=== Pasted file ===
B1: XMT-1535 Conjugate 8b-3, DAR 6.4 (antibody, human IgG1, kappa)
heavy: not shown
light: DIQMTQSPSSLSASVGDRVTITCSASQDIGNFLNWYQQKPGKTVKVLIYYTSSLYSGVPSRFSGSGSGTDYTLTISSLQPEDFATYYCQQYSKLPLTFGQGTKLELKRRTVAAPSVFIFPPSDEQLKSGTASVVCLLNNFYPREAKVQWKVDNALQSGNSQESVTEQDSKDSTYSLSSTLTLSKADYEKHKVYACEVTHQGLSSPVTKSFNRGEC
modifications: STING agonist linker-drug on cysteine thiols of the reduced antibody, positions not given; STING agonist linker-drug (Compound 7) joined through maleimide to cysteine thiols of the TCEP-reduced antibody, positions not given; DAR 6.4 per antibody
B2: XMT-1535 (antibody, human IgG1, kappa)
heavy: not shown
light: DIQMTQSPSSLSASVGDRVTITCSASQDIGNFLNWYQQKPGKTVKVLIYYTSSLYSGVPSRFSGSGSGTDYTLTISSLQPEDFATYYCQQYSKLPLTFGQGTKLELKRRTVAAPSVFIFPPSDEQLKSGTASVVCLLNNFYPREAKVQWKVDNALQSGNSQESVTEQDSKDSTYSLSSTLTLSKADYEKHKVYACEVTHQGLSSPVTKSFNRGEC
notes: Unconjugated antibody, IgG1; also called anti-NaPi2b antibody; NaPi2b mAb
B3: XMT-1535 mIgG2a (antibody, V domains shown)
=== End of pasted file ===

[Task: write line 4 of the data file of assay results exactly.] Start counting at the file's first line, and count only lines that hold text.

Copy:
modifications: STING agonist linker-drug on cysteine thiols of the reduced antibody, positions not given; STING agonist linker-drug (Compound 7) joined through maleimide to cysteine thiols of the TCEP-reduced antibody, positions not given; DAR 6.4 per antibody